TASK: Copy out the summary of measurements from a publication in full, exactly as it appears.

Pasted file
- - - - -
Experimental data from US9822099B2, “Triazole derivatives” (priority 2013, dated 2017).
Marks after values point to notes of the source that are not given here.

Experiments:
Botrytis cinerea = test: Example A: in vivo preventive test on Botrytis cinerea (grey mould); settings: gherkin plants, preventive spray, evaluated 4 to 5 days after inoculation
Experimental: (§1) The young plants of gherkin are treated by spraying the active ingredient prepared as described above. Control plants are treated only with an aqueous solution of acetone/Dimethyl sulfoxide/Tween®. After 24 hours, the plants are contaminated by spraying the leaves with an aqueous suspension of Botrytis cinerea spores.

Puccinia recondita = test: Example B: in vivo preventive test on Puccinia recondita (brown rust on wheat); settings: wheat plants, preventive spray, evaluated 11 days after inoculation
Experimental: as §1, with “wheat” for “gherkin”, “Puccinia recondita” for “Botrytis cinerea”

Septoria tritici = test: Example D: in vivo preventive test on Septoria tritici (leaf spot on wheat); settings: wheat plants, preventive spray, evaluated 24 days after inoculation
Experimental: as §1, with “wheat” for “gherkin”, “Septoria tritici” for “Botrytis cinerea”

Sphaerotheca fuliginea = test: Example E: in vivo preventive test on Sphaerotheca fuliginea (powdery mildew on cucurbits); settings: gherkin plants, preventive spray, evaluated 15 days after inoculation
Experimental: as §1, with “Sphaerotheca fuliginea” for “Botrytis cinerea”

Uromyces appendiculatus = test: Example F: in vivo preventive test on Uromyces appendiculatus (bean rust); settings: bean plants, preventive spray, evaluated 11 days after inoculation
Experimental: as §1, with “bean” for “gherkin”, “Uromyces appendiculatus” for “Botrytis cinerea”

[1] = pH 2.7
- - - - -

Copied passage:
Experimental data from US9822099B2, “Triazole derivatives” (priority 2013, dated 2017).
Marks after values point to notes of the source that are not given here.

Experiments:
Botrytis cinerea = test: Example A: in vivo preventive test on Botrytis cinerea (grey mould); settings: gherkin plants, preventive spray, evaluated 4 to 5 days after inoculation
Experimental: (§1) The young plants of gherkin are treated by spraying the active ingredient prepared as described above. Control plants are treated only with an aqueous solution of acetone/Dimethyl sulfoxide/Tween®. After 24 hours, the plants are contaminated by spraying the leaves with an aqueous suspension of Botrytis cinerea spores.

Puccinia recondita = test: Example B: in vivo preventive test on Puccinia recondita (brown rust on wheat); settings: wheat plants, preventive spray, evaluated 11 days after inoculation
Experimental: as §1, with “wheat” for “gherkin”, “Puccinia recondita” for “Botrytis cinerea”

Septoria tritici = test: Example D: in vivo preventive test on Septoria tritici (leaf spot on wheat); settings: wheat plants, preventive spray, evaluated 24 days after inoculation
Experimental: as §1, with “wheat” for “gherkin”, “Septoria tritici” for “Botrytis cinerea”

Sphaerotheca fuliginea = test: Example E: in vivo preventive test on Sphaerotheca fuliginea (powdery mildew on cucurbits); settings: gherkin plants, preventive spray, evaluated 15 days after inoculation
Experimental: as §1, with “Sphaerotheca fuliginea” for “Botrytis cinerea”

Uromyces appendiculatus = test: Example F: in vivo preventive test on Uromyces appendiculatus (bean rust); settings: bean plants, preventive spray, evaluated 11 days after inoculation
Experimental: as §1, with “bean” for “gherkin”, “Uromyces appendiculatus” for “Botrytis cinerea”

[1] = pH 2.7